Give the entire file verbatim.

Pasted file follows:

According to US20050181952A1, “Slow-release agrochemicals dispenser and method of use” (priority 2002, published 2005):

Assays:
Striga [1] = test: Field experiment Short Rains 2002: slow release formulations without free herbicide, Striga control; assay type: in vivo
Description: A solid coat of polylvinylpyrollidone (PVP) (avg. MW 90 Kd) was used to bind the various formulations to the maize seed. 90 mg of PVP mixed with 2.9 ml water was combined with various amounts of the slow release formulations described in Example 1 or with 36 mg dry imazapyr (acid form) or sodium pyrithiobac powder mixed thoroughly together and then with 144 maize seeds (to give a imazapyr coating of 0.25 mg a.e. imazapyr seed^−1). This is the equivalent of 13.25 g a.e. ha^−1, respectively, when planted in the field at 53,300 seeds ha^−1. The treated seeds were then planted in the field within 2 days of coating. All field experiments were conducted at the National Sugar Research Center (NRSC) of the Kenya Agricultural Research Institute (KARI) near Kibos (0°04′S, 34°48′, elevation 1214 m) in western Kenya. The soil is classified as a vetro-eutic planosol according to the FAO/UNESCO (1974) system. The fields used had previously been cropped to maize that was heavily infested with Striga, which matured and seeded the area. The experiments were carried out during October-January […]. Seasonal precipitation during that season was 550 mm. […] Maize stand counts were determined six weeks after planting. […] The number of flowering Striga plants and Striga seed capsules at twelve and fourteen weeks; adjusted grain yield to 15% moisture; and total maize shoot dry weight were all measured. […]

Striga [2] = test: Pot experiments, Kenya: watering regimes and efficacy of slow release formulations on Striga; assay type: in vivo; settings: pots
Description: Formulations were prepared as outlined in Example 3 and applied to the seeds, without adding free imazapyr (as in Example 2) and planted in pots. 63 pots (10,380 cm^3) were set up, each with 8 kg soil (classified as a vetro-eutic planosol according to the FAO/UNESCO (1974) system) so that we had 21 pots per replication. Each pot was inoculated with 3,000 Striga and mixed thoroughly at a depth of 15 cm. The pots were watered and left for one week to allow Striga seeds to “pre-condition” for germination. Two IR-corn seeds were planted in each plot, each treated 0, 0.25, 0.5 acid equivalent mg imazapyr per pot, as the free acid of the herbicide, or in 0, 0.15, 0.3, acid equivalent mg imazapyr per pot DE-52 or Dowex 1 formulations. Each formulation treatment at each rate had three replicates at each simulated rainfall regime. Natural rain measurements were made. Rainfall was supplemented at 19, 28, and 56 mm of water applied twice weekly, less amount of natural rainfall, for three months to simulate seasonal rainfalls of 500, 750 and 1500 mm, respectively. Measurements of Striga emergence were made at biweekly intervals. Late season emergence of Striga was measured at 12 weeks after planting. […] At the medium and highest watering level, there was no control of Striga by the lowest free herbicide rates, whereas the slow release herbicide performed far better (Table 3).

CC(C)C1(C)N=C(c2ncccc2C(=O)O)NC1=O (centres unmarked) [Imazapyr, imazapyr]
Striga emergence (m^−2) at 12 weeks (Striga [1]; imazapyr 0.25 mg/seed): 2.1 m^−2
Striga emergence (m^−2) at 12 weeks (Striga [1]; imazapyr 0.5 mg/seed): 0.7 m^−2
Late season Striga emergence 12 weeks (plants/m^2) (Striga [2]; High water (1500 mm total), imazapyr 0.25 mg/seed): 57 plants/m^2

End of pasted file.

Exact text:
According to US20050181952A1, “Slow-release agrochemicals dispenser and method of use” (priority 2002, published 2005):

Assays:
Striga [1] = test: Field experiment Short Rains 2002: slow release formulations without free herbicide, Striga control; assay type: in vivo
Description: A solid coat of polylvinylpyrollidone (PVP) (avg. MW 90 Kd) was used to bind the various formulations to the maize seed. 90 mg of PVP mixed with 2.9 ml water was combined with various amounts of the slow release formulations described in Example 1 or with 36 mg dry imazapyr (acid form) or sodium pyrithiobac powder mixed thoroughly together and then with 144 maize seeds (to give a imazapyr coating of 0.25 mg a.e. imazapyr seed^−1). This is the equivalent of 13.25 g a.e. ha^−1, respectively, when planted in the field at 53,300 seeds ha^−1. The treated seeds were then planted in the field within 2 days of coating. All field experiments were conducted at the National Sugar Research Center (NRSC) of the Kenya Agricultural Research Institute (KARI) near Kibos (0°04′S, 34°48′, elevation 1214 m) in western Kenya. The soil is classified as a vetro-eutic planosol according to the FAO/UNESCO (1974) system. The fields used had previously been cropped to maize that was heavily infested with Striga, which matured and seeded the area. The experiments were carried out during October-January […]. Seasonal precipitation during that season was 550 mm. […] Maize stand counts were determined six weeks after planting. […] The number of flowering Striga plants and Striga seed capsules at twelve and fourteen weeks; adjusted grain yield to 15% moisture; and total maize shoot dry weight were all measured. […]

Striga [2] = test: Pot experiments, Kenya: watering regimes and efficacy of slow release formulations on Striga; assay type: in vivo; settings: pots
Description: Formulations were prepared as outlined in Example 3 and applied to the seeds, without adding free imazapyr (as in Example 2) and planted in pots. 63 pots (10,380 cm^3) were set up, each with 8 kg soil (classified as a vetro-eutic planosol according to the FAO/UNESCO (1974) system) so that we had 21 pots per replication. Each pot was inoculated with 3,000 Striga and mixed thoroughly at a depth of 15 cm. The pots were watered and left for one week to allow Striga seeds to “pre-condition” for germination. Two IR-corn seeds were planted in each plot, each treated 0, 0.25, 0.5 acid equivalent mg imazapyr per pot, as the free acid of the herbicide, or in 0, 0.15, 0.3, acid equivalent mg imazapyr per pot DE-52 or Dowex 1 formulations. Each formulation treatment at each rate had three replicates at each simulated rainfall regime. Natural rain measurements were made. Rainfall was supplemented at 19, 28, and 56 mm of water applied twice weekly, less amount of natural rainfall, for three months to simulate seasonal rainfalls of 500, 750 and 1500 mm, respectively. Measurements of Striga emergence were made at biweekly intervals. Late season emergence of Striga was measured at 12 weeks after planting. […] At the medium and highest watering level, there was no control of Striga by the lowest free herbicide rates, whereas the slow release herbicide performed far better (Table 3).

CC(C)C1(C)N=C(c2ncccc2C(=O)O)NC1=O (centres unmarked) [Imazapyr, imazapyr]
Striga emergence (m^−2) at 12 weeks (Striga [1]; imazapyr 0.25 mg/seed): 2.1 m^−2
Striga emergence (m^−2) at 12 weeks (Striga [1]; imazapyr 0.5 mg/seed): 0.7 m^−2
Late season Striga emergence 12 weeks (plants/m^2) (Striga [2]; High water (1500 mm total), imazapyr 0.25 mg/seed): 57 plants/m^2